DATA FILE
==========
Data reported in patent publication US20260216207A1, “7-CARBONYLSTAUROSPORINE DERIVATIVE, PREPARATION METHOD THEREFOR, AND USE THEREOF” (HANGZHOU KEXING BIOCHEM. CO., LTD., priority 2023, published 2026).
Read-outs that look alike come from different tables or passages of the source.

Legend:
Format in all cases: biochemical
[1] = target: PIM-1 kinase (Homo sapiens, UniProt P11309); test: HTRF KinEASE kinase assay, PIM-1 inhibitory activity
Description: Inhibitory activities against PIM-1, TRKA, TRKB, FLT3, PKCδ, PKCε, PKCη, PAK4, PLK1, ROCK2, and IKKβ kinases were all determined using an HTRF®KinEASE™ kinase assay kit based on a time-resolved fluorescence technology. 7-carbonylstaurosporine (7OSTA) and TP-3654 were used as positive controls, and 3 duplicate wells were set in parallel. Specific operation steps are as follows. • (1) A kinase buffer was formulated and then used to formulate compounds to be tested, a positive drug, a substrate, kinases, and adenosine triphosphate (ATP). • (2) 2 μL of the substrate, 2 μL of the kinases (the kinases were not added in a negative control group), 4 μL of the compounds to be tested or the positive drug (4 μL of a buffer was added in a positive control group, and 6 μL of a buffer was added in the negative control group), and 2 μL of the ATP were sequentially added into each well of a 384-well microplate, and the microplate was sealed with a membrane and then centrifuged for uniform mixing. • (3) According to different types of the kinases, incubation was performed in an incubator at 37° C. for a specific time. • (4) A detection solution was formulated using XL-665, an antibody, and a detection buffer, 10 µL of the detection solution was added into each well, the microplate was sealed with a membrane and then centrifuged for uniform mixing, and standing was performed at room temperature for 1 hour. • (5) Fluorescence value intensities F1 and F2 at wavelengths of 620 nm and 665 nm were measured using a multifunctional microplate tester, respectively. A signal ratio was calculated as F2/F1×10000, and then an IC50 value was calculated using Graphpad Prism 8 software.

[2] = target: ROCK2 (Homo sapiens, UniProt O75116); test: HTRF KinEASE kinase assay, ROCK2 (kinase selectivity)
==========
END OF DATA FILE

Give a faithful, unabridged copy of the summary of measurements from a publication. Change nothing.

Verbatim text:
Data reported in patent publication US20260216207A1, “7-CARBONYLSTAUROSPORINE DERIVATIVE, PREPARATION METHOD THEREFOR, AND USE THEREOF” (HANGZHOU KEXING BIOCHEM. CO., LTD., priority 2023, published 2026).
Read-outs that look alike come from different tables or passages of the source.

Legend:
Format in all cases: biochemical
[1] = target: PIM-1 kinase (Homo sapiens, UniProt P11309); test: HTRF KinEASE kinase assay, PIM-1 inhibitory activity
Description: Inhibitory activities against PIM-1, TRKA, TRKB, FLT3, PKCδ, PKCε, PKCη, PAK4, PLK1, ROCK2, and IKKβ kinases were all determined using an HTRF®KinEASE™ kinase assay kit based on a time-resolved fluorescence technology. 7-carbonylstaurosporine (7OSTA) and TP-3654 were used as positive controls, and 3 duplicate wells were set in parallel. Specific operation steps are as follows. • (1) A kinase buffer was formulated and then used to formulate compounds to be tested, a positive drug, a substrate, kinases, and adenosine triphosphate (ATP). • (2) 2 μL of the substrate, 2 μL of the kinases (the kinases were not added in a negative control group), 4 μL of the compounds to be tested or the positive drug (4 μL of a buffer was added in a positive control group, and 6 μL of a buffer was added in the negative control group), and 2 μL of the ATP were sequentially added into each well of a 384-well microplate, and the microplate was sealed with a membrane and then centrifuged for uniform mixing. • (3) According to different types of the kinases, incubation was performed in an incubator at 37° C. for a specific time. • (4) A detection solution was formulated using XL-665, an antibody, and a detection buffer, 10 µL of the detection solution was added into each well, the microplate was sealed with a membrane and then centrifuged for uniform mixing, and standing was performed at room temperature for 1 hour. • (5) Fluorescence value intensities F1 and F2 at wavelengths of 620 nm and 665 nm were measured using a multifunctional microplate tester, respectively. A signal ratio was calculated as F2/F1×10000, and then an IC50 value was calculated using Graphpad Prism 8 software.

[2] = target: ROCK2 (Homo sapiens, UniProt O75116); test: HTRF KinEASE kinase assay, ROCK2 (kinase selectivity)